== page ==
The more one reads about the Exarchs and Seers of the Throne, the more they seem like the good guys who wanted the world less supernatural so the common man could live without being in fear or under the control of the tyrannical Mages of Atlantis. Until one remembers that the Seers' tenets include "Regulate the Abyss" and "Divide Humanity," it's not clear if the Exarchs even really exist, and every attempt to create a new Atlantis has met with bizarre and/or catastrophic failure even without the involvement of the Seers. Then, looking further, you realize their motives weren't so much to eliminate tyrannical Mages as to concentrate those Mages into their ranks.
The Keys to the Supernal Tarot sourcebook has alternate interpretations for the characters, Legacies and items inside, depending on how the Storyteller wants to use them.
Aaron Murphy is the leader of the Huntsmen cabal from Banishers. In a sourcebook where most of the adversaries are portrayed as somewhat sympathetic, he stands out for being a rapist and torturer who uses the Banisher ethos as an excuse to indulge his sick desires. He is presented as a total sociopath, willing to deceive and betray anyone for his ends. Even his backstory of parental abuse and fear of female Thyrsus fails to make him any more sympathetic.
Joe "Blood of the Lamb" Beal is a Serial Killer Scelestus from Boston Unveiled and Left-Hand Path. An absolutely insane Thrysus, he started out bad, with his Awakening involving seeing Jesus Christ as an apex predator, and got worse, with him switching devotion to the Abyss because the "natural cycle" most Thrysus respect didn't give him enough power. He's a master of psychological and physical torture, and what's worse is that he doesn't even have a motive beyond sadism—to him, his prey are just toys he can inflict various Life-related tortures on until they beg for the end.
If you become an archmaster, you are now encouraged to be this trope. Turn your soul into a Genius Loci! Take a vacation in the Abyss! Visit the Supernal Realms to change history just by being there!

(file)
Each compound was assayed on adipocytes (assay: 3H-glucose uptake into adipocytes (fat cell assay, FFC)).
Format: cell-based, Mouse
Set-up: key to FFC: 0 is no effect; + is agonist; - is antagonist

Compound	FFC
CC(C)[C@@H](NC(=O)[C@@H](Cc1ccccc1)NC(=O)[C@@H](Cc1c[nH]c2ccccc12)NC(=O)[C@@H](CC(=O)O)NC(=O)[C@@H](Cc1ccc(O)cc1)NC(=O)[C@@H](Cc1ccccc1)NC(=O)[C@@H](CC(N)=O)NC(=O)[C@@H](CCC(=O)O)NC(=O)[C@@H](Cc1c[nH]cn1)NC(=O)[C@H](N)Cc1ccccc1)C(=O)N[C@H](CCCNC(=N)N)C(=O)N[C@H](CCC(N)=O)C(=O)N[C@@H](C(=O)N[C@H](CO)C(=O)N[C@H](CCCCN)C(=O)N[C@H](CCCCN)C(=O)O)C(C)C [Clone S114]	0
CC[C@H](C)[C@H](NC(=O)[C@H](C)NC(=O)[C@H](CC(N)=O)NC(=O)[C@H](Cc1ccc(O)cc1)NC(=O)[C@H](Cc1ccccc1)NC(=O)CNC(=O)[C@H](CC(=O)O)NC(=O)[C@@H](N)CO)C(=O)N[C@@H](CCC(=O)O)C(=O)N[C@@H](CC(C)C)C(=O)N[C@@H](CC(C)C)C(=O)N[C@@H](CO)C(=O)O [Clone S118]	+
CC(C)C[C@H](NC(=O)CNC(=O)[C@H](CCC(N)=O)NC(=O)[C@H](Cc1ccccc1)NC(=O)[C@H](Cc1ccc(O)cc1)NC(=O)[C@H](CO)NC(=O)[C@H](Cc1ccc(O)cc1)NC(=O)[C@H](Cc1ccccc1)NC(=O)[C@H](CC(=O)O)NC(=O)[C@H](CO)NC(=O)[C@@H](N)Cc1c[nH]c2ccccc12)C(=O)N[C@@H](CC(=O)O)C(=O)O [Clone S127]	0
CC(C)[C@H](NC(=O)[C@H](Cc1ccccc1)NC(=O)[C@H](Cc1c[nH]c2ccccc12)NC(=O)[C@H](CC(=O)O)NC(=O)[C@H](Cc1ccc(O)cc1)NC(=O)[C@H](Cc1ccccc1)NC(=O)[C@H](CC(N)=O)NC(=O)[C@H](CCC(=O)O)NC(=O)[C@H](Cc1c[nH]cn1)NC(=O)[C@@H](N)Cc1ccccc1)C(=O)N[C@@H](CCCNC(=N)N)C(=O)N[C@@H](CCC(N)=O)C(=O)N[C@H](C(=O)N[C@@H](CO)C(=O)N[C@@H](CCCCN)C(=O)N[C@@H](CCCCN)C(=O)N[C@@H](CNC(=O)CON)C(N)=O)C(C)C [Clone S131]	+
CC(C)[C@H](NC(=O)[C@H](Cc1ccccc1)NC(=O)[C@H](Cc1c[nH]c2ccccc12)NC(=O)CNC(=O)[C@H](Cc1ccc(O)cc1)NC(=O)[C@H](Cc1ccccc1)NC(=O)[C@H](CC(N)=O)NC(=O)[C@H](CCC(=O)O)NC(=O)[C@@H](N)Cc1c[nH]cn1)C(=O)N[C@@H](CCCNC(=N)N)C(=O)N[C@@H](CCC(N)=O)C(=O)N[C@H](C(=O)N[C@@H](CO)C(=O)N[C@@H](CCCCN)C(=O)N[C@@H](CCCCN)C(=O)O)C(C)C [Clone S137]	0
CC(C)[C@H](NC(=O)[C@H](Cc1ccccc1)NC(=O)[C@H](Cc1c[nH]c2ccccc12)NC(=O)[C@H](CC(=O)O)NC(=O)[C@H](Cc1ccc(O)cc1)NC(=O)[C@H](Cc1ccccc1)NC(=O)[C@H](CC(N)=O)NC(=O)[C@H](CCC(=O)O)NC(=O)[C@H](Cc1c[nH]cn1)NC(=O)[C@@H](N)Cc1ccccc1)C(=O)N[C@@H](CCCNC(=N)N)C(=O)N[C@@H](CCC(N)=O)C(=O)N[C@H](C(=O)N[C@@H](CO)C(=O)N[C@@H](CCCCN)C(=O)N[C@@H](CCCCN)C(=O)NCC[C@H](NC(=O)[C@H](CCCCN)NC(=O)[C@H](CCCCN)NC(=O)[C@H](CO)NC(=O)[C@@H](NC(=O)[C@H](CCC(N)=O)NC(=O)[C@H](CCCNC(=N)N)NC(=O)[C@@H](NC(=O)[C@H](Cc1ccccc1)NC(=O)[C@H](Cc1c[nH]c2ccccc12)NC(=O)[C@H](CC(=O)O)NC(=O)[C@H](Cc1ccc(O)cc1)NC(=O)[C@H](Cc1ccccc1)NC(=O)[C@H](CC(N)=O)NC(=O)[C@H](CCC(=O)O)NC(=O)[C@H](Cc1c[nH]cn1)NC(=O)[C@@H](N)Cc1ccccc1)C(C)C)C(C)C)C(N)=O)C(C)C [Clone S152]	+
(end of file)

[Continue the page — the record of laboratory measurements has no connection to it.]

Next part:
Game-Breaker: For the beginner mage, Extended Casting's geometric progression of effects can be horribly abused. By the time you get to master-level magic you can break the game into tiny little pieces without even trying too hard.
Even with that in mind, all along the progression of power, the Mind Arcanum is just plain better.
Time and Fate Arcanum together can make a lot of non-combat encounters trivial, and at higher levels combat itself becomes a joke. Being both the ruling Arcanum of the Acanthus Path just piles on more cheese potential.
Every spell in the Time Arcanum above three-dots might as well be named "Derail Plot" in the hands of a sufficiently intelligent and motivated player.
Second Edition pretty much turns any mage into this with just two dots in Time, thanks to the Temporal Sympathy attainment. What this basically means is, if you have your target at hand, you can with little difficulty affect them at any point in their past with a spell. This includes effectively preventing the person in question from even being born in the first place without the spellcaster themselves suffering any negative effects from the change. Combine this with a few Fate failsafes that effectively screw over whoever tries to prevent said spell, and you practically have a character who with relatively little effort can derail a campaign on a massive scale.